“Syfy’s adaptation of Lev Grossman’s The Magicians is part of this new wave of fantasy shows, and as the show begins its second season, it remains one of the best examples on TV today of adult-oriented storytelling that maintains the delicate balance between high fantasy and familiar reality.”

4) “Anne Rice Reflects on Her New Lestat Novel and the Vampire Chronicles TV Series (Exclusive)” by Eric Diaz

“Times have certainly changed since Warner Brothers made a movie version of Queen of the Damned in 2002, one that bore little resemblance to the novel. ‘Hollywood in the last ten years has come to recognize the importance of the fans; it has come to see we are living in the age of the nerd, the geek, the fanboy or fangirl, the avid devoted reader. Hollywood has stopped dismissing and condescending to this audience and has started to respect it, only perhaps because Hollywood has no real choice. The immense success of Lord of the Rings, Harry Potter, and Game of Thrones has made it clear: fidelity to the books is where success lies.'”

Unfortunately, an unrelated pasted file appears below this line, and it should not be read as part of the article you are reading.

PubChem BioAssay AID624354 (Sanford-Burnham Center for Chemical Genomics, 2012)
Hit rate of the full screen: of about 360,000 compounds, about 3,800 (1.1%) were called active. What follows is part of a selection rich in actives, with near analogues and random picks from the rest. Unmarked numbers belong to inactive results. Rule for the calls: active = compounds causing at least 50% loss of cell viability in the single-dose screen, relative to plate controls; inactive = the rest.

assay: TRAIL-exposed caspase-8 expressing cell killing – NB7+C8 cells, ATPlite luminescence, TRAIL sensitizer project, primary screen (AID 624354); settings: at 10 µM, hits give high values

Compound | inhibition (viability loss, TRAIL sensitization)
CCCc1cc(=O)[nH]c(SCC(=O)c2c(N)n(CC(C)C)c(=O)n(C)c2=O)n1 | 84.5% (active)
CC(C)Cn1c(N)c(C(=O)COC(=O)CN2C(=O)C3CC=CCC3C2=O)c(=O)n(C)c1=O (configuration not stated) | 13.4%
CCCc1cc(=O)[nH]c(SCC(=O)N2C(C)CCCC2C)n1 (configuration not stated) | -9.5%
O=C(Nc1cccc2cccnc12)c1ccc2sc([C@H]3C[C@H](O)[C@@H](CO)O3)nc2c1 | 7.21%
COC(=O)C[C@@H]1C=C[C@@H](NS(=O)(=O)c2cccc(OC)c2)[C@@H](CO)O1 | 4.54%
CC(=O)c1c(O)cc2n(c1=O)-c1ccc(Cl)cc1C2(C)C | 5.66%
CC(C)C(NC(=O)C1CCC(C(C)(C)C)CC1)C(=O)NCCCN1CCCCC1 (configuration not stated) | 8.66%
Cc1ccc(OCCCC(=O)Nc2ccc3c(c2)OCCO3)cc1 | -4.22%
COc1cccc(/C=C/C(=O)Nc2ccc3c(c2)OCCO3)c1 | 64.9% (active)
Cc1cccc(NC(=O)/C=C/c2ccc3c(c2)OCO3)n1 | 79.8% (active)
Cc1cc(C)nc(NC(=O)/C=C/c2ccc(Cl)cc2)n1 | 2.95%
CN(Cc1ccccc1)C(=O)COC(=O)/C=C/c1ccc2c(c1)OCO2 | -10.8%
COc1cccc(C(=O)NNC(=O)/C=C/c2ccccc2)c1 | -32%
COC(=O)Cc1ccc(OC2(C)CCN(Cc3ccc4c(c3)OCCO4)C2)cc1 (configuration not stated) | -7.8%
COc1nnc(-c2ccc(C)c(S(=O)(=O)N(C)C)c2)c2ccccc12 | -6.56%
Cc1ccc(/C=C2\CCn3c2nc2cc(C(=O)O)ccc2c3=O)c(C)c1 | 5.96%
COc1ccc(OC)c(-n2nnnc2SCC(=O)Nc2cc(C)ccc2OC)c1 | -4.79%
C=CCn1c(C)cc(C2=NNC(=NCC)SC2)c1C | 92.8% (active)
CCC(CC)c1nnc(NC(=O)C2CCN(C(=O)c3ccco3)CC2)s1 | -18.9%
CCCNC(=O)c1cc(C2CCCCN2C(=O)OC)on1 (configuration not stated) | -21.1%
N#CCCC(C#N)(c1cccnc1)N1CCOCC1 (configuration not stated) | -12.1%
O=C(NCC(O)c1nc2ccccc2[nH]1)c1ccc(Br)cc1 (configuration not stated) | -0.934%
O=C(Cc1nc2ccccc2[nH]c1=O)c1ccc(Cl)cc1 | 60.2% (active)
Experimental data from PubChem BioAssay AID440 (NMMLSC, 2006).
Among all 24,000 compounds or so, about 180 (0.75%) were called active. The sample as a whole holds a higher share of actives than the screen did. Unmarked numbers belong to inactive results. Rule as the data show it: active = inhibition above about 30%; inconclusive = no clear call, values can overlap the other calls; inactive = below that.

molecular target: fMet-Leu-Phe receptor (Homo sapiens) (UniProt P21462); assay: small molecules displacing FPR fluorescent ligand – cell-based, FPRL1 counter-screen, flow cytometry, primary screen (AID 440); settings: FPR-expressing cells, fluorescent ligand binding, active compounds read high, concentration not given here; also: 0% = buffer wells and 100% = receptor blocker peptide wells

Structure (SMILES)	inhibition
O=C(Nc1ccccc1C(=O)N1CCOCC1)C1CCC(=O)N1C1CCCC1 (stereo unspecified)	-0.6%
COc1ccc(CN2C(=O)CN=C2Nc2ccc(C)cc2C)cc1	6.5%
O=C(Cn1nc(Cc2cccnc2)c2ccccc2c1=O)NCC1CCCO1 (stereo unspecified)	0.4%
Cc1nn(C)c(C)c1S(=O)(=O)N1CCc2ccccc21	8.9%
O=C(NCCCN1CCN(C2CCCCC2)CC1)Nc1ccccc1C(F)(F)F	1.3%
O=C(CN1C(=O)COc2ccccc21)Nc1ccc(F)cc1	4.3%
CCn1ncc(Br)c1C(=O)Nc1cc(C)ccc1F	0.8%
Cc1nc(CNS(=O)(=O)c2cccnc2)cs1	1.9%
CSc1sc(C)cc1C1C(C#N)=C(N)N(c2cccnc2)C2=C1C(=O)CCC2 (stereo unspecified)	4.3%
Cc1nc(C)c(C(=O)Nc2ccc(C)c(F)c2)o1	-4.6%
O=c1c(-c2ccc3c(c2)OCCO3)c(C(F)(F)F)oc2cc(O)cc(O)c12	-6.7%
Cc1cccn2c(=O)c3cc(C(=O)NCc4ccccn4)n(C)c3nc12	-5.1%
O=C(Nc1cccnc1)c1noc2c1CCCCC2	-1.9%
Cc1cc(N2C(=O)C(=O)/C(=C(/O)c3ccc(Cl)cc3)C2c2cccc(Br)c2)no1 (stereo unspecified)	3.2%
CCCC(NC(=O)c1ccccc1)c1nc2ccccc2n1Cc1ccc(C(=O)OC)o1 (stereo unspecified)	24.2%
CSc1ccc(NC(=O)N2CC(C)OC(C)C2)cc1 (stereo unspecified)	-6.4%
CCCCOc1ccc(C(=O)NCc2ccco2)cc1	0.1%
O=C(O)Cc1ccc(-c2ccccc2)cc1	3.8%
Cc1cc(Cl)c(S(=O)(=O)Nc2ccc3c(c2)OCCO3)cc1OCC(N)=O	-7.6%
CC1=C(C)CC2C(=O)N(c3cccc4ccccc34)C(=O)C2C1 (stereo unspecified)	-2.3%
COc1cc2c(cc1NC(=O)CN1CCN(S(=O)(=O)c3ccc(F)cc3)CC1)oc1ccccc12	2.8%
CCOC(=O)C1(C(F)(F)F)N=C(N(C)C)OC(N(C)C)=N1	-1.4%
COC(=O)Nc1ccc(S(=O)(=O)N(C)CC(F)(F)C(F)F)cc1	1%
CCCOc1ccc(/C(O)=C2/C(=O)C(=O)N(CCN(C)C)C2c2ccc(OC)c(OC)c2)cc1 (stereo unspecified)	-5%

SCIENCE FICTION

5) “Director Denis Villeneuve on Blade Runner 2049 Pressures, Why Dune Is the ‘Project of His Life’” by Kristopher Topley

“Director Denis Villeneuve says he’s been in two “parallel universes” the last several months, promoting his Oscar-nominated film “Arrival” and soaking up the awards season adulation, while also shooting and then editing his next project, the hugely ambitious Blade Runner 2049.”

6) “Here’s Our First Look at Elle Fanning as Mary Shelley by Jacob Hall

Elle Fanning in Mary Shelley.